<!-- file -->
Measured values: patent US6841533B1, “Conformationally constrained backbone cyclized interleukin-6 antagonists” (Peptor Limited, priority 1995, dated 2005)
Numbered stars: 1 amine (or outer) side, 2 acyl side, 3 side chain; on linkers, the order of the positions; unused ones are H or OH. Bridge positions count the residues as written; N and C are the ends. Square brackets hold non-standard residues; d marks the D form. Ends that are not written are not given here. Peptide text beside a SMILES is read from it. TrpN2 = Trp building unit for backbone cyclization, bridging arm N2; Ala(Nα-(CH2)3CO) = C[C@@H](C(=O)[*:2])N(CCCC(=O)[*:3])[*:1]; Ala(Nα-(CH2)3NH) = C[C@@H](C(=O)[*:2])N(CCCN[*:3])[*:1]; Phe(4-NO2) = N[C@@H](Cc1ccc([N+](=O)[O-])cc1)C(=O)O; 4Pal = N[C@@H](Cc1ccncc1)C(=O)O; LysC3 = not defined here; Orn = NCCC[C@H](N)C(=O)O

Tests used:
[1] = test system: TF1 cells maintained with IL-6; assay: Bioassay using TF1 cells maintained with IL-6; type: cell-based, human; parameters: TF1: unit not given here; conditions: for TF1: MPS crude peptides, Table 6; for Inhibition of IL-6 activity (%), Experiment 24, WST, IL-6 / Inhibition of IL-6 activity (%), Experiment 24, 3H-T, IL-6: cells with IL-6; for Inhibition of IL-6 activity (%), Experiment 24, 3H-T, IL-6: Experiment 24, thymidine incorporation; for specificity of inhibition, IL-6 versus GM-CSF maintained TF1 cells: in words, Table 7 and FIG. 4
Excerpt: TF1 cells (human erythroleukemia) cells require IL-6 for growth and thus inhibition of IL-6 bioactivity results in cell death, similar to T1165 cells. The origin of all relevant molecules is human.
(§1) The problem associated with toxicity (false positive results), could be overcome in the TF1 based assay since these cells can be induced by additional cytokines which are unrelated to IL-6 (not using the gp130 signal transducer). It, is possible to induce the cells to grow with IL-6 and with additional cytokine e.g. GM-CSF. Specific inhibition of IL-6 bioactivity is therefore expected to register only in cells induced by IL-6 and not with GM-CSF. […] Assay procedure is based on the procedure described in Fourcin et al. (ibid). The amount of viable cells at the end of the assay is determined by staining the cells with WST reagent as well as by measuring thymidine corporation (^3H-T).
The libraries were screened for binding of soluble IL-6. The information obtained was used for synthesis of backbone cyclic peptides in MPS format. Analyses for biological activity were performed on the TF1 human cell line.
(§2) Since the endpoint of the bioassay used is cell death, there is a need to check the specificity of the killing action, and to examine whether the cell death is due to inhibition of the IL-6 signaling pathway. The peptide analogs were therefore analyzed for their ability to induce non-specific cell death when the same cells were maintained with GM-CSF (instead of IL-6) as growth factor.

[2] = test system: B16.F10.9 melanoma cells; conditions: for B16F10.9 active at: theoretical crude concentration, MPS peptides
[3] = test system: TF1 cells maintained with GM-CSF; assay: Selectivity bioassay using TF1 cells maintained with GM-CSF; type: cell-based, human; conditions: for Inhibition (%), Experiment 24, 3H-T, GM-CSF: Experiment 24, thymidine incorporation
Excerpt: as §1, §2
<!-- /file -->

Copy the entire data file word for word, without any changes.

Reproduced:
Measured values: patent US6841533B1, “Conformationally constrained backbone cyclized interleukin-6 antagonists” (Peptor Limited, priority 1995, dated 2005)
Numbered stars: 1 amine (or outer) side, 2 acyl side, 3 side chain; on linkers, the order of the positions; unused ones are H or OH. Bridge positions count the residues as written; N and C are the ends. Square brackets hold non-standard residues; d marks the D form. Ends that are not written are not given here. Peptide text beside a SMILES is read from it. TrpN2 = Trp building unit for backbone cyclization, bridging arm N2; Ala(Nα-(CH2)3CO) = C[C@@H](C(=O)[*:2])N(CCCC(=O)[*:3])[*:1]; Ala(Nα-(CH2)3NH) = C[C@@H](C(=O)[*:2])N(CCCN[*:3])[*:1]; Phe(4-NO2) = N[C@@H](Cc1ccc([N+](=O)[O-])cc1)C(=O)O; 4Pal = N[C@@H](Cc1ccncc1)C(=O)O; LysC3 = not defined here; Orn = NCCC[C@H](N)C(=O)O

Tests used:
[1] = test system: TF1 cells maintained with IL-6; assay: Bioassay using TF1 cells maintained with IL-6; type: cell-based, human; parameters: TF1: unit not given here; conditions: for TF1: MPS crude peptides, Table 6; for Inhibition of IL-6 activity (%), Experiment 24, WST, IL-6 / Inhibition of IL-6 activity (%), Experiment 24, 3H-T, IL-6: cells with IL-6; for Inhibition of IL-6 activity (%), Experiment 24, 3H-T, IL-6: Experiment 24, thymidine incorporation; for specificity of inhibition, IL-6 versus GM-CSF maintained TF1 cells: in words, Table 7 and FIG. 4
Excerpt: TF1 cells (human erythroleukemia) cells require IL-6 for growth and thus inhibition of IL-6 bioactivity results in cell death, similar to T1165 cells. The origin of all relevant molecules is human.
(§1) The problem associated with toxicity (false positive results), could be overcome in the TF1 based assay since these cells can be induced by additional cytokines which are unrelated to IL-6 (not using the gp130 signal transducer). It, is possible to induce the cells to grow with IL-6 and with additional cytokine e.g. GM-CSF. Specific inhibition of IL-6 bioactivity is therefore expected to register only in cells induced by IL-6 and not with GM-CSF. […] Assay procedure is based on the procedure described in Fourcin et al. (ibid). The amount of viable cells at the end of the assay is determined by staining the cells with WST reagent as well as by measuring thymidine corporation (^3H-T).
The libraries were screened for binding of soluble IL-6. The information obtained was used for synthesis of backbone cyclic peptides in MPS format. Analyses for biological activity were performed on the TF1 human cell line.
(§2) Since the endpoint of the bioassay used is cell death, there is a need to check the specificity of the killing action, and to examine whether the cell death is due to inhibition of the IL-6 signaling pathway. The peptide analogs were therefore analyzed for their ability to induce non-specific cell death when the same cells were maintained with GM-CSF (instead of IL-6) as growth factor.

[2] = test system: B16.F10.9 melanoma cells; conditions: for B16F10.9 active at: theoretical crude concentration, MPS peptides
[3] = test system: TF1 cells maintained with GM-CSF; assay: Selectivity bioassay using TF1 cells maintained with GM-CSF; type: cell-based, human; conditions: for Inhibition (%), Experiment 24, 3H-T, GM-CSF: Experiment 24, thymidine incorporation
Excerpt: as §1, §2